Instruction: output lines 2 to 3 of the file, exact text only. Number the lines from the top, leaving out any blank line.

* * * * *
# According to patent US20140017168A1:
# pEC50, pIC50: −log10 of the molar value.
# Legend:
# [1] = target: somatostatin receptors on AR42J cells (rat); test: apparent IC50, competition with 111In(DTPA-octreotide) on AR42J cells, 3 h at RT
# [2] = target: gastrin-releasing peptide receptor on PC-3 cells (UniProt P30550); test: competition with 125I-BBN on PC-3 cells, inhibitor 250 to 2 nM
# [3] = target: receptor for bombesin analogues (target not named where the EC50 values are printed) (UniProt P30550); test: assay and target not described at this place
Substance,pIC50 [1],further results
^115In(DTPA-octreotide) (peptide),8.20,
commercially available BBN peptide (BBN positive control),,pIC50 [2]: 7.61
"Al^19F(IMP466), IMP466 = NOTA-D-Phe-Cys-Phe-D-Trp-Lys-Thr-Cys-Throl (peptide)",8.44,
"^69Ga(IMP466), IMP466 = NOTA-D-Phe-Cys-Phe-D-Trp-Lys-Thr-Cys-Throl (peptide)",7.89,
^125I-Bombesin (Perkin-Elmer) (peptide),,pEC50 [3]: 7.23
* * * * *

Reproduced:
# pEC50, pIC50: −log10 of the molar value.
# Legend: